Film Review: Beauty and the Beast
A handsomely mounted but familiar retelling of the old fairytale
In my favourite scene in the new live-action version of Beauty and the Beast, gold leaves float down from the ceiling and stick onto Belle’s sunshine yellow dress. It’s the only time I felt a certain wonder and a sense that the filmmakers had truly re-imagined an all-too-familiar fable.
Hollywood doesn’t seem to tire of Beauty and The Beast. Remakes in different formats, with live actors, animation or a mix of both, working with new technologies and rearranging the classic songs -- it’s all been done.
In this latest musical drama, directed by Bill Condon from a script by Stephen Chbosky and Even Spiliotopoulos, the 1991 animated Disney film has been tweaked, but the source material is still the famous French fairy tale that explores the notion that beauty lies in the eyes of the beholder. What do you do to make such an oft-interpreted story seem original and distinctive? You add new songs, amp up the idiosyncrasies of the recognizable characters, embellish the design with exquisite detailing, cast popular actors and add a dose of humour and a wink by making one of the characters gay (LeFou, played by Josh Gad).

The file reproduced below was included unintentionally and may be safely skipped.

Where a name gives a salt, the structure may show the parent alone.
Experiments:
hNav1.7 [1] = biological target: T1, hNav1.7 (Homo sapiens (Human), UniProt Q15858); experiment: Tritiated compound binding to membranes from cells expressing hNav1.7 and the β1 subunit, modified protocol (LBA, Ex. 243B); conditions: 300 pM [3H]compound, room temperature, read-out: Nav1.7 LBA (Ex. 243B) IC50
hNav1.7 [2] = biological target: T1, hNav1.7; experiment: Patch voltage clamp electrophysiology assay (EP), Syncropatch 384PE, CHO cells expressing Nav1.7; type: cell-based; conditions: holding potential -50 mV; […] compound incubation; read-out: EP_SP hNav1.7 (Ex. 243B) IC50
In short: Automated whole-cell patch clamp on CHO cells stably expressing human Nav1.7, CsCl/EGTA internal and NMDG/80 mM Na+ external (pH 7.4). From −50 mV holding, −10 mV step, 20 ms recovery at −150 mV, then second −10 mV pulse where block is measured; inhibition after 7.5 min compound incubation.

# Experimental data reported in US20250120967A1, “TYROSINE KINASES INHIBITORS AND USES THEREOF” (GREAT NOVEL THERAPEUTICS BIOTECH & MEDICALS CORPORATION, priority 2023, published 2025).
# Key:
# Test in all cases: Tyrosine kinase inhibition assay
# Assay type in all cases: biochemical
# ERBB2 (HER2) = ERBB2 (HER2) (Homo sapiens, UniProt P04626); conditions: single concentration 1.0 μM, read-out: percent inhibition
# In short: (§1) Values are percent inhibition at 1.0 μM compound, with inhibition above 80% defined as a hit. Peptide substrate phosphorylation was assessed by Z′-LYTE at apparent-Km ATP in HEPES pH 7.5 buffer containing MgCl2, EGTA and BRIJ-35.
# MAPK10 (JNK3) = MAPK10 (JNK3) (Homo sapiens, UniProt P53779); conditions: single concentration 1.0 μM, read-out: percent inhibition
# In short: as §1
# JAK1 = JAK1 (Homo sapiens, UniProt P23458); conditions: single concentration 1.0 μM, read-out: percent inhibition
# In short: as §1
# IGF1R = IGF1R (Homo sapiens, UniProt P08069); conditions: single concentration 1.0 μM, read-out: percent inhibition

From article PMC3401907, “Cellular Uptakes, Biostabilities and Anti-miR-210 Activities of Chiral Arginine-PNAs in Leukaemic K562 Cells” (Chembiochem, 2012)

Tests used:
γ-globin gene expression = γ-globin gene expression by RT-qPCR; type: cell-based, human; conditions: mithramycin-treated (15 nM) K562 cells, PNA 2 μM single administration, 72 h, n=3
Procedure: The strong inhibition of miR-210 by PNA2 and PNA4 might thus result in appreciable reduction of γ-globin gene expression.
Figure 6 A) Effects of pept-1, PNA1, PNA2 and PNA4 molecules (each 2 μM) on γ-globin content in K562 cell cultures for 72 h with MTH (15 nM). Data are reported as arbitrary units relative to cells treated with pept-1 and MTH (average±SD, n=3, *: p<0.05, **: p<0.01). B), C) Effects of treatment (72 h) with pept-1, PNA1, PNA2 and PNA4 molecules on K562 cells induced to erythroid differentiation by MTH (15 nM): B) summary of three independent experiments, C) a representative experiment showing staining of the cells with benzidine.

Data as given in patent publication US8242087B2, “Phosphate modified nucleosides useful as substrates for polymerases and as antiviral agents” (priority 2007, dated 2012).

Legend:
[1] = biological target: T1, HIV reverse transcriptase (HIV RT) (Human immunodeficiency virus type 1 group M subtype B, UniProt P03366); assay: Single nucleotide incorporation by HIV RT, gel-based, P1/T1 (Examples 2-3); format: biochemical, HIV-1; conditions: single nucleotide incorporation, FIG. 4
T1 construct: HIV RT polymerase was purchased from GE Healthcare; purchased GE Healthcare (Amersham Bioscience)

The film opens with the tale of the prince (Dan Stevens) cursed by a beggar woman who transforms him into a ghastly beast and casts a spell on all the other living things in the castle. The beastly prince’s fate is linked to a single rose. The falling of the last petal will mean he will forever be entrapped in that gigantic wolf-like form, unless he can find true love.
Some years pass. Not too far away, we see Belle (Emma Watson) with her nose buried in a book. She’s an oddity in her parochial village, a free-spirited young woman who dreams of a life beyond the confines of the village and its small-mindedness. Belle lives with her widower father, Maurice (Kevin Kline), and is being courted by the narcissistic soldier Gaston (Luke Evans), who doesn’t take kindly to being rejected by Belle.
One night Maurice gets lost during a storm and stumbles upon the forgotten castle, a dark and depressing place where it snows even in June. Heading out in search of her missing father, Belle comes to the castle and frees her imprisoned father by swapping places with him as the Beast’s prisoner. What follows is an ancient French version of Stockholm syndrome. Belle realises that beneath the grisly, growling exterior is a kind and gentle soul who is also her intellectual equal (high five for gender equality). Acting as matchmakers are sundry objects in the castle such as a teapot, a candelabra, a clock and a piano. A-list talents including Ewan McGregor, Ian McKellen, Emma Thompson and Stanley Tucci voice the singing, dancing, speaking, scheming objects, some with annoyingly fake French accents.
Despite Watson’s allure, Evans’ preening and Stevens’ oscillation between animalistic and insecure, Condon’s recreation of this world is over-designed and distracting. The songs (old and new) seem tired, adding to the lethargy of the storytelling which occasionally pauses to admire its own opulence.